Winner: Best Biography of the Year
The Costa Judges: ‘The hidden gem of the year. Sensational and gripping, and shedding light on some of the most urgent issues of our time, this was our unanimous winner.’
A chilling portrayal of trauma and its aftermath, The Cut Out Girl is not only a testament to Lien’s resilience, but also to the bravery of the van Es family and others like them, who took great risks to save innocent lives. In both strands of this narrative, van Es remains admirably honest about the complex, contradictory aspects of human interactions. His book is infinitely the richer for it.
Winner of the 2018 Costa biography award, this deeply moving account of Lien’s life is the result of his personal journey into the history of his family and his country’s treatment of the Jews. Many felt their suffering was not adequately acknowledged after the war. Unbelievably, some even received tax demands for the time they spent in the camps. Writing with an almost Sebaldian simplicity and understatement, Van Es weaves together history and Lien’s recollections to tell the story of her traumatic childhood.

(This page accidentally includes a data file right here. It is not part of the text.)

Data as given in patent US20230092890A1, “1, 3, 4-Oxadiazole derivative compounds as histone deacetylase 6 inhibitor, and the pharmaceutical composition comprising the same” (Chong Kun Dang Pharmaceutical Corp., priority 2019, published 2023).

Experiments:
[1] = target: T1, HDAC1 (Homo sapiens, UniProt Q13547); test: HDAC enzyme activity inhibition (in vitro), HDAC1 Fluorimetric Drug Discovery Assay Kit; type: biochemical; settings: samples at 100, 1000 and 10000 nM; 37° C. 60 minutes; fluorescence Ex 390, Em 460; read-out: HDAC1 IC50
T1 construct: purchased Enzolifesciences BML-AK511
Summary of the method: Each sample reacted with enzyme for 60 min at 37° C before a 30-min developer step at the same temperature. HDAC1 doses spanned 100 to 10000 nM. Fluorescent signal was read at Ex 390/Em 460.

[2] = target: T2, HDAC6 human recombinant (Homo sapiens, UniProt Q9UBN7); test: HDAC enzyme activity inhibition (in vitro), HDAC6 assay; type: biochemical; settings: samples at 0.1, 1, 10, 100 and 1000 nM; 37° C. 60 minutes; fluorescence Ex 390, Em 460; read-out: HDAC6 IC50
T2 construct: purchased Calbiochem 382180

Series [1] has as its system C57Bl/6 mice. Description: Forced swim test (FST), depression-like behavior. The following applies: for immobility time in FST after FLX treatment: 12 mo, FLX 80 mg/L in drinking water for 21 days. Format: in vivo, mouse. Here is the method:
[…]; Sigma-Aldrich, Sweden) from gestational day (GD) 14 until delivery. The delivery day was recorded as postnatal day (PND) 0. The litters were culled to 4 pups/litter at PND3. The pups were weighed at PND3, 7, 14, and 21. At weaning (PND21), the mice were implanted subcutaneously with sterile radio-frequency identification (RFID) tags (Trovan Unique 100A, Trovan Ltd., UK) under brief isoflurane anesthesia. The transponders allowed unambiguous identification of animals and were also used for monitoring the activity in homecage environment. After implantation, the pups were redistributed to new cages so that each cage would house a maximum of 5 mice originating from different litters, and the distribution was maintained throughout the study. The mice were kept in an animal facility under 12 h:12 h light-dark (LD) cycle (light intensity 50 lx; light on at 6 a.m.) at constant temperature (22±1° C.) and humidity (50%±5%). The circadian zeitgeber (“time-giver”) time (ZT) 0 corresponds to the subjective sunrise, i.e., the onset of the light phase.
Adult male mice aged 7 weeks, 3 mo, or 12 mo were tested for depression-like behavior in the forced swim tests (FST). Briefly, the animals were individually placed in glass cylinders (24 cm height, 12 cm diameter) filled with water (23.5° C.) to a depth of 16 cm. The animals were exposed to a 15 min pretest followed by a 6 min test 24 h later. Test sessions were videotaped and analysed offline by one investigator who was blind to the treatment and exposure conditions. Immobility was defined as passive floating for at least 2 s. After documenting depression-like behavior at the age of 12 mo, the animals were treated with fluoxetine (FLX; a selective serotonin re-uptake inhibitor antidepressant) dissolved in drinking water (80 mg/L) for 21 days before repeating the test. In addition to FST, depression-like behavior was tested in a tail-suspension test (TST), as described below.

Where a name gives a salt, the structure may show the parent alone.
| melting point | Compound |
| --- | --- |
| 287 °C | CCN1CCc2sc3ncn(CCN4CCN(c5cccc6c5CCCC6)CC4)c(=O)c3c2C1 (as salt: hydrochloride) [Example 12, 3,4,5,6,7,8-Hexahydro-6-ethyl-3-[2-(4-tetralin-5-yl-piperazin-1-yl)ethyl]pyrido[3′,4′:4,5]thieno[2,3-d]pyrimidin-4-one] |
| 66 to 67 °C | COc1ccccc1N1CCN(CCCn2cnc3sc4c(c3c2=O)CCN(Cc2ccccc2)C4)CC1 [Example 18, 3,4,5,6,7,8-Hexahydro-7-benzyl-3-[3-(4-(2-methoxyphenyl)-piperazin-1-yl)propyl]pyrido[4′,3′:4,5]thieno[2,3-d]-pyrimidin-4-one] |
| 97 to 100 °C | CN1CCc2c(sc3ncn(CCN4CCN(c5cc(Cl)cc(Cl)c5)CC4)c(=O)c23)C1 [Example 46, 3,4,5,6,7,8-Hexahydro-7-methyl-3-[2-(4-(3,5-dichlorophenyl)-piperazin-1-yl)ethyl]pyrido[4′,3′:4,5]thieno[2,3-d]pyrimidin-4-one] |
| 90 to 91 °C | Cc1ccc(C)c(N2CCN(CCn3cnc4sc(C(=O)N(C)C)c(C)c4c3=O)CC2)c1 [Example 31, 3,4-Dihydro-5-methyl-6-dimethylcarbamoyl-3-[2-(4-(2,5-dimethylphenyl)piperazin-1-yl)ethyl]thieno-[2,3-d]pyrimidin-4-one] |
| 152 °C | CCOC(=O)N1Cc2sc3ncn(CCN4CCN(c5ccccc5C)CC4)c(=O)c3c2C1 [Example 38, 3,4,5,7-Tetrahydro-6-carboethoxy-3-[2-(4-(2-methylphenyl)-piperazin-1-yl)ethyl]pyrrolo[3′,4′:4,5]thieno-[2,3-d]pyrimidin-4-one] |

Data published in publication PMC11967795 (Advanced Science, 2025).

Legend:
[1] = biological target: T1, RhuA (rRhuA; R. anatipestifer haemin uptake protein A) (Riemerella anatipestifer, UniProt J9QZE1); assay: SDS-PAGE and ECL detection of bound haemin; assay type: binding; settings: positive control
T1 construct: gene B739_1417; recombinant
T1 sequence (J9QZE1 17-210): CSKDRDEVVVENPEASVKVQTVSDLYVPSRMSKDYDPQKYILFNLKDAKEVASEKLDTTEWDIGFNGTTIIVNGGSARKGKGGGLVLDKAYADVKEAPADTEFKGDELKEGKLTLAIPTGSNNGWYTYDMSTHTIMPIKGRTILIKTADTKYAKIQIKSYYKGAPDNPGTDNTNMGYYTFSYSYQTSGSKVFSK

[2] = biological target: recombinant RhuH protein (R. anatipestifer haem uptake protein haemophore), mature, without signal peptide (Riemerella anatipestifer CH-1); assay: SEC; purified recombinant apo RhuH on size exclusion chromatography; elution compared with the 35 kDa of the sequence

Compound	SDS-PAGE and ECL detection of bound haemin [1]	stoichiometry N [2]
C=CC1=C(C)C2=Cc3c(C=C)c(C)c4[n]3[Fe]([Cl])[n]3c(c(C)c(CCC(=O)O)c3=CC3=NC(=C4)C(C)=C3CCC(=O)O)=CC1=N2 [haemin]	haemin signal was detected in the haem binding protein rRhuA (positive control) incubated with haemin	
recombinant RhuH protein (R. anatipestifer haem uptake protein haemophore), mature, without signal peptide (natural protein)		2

Van Es tells Lien’s story with stark simplicity. That’s entirely appropriate, since elegant prose would be superfluous to this harrowing tale. The drama lies in the events, not in the manner of their reconstruction. Descriptions of Lien’s life are juxtaposed with accounts of the author’s experiences while piecing together her war. He found so much that she did not know. Van Es, a professor of English at the University of Oxford, calls her the “cut out girl” because she was so easily removed from one scene and placed in another. She was often unaware of the holes she left behind. In some households she was cherished like a daughter or a sister, only to vanish without a goodbye. One gift Van Es was able to give Lien was evidence that she had been loved.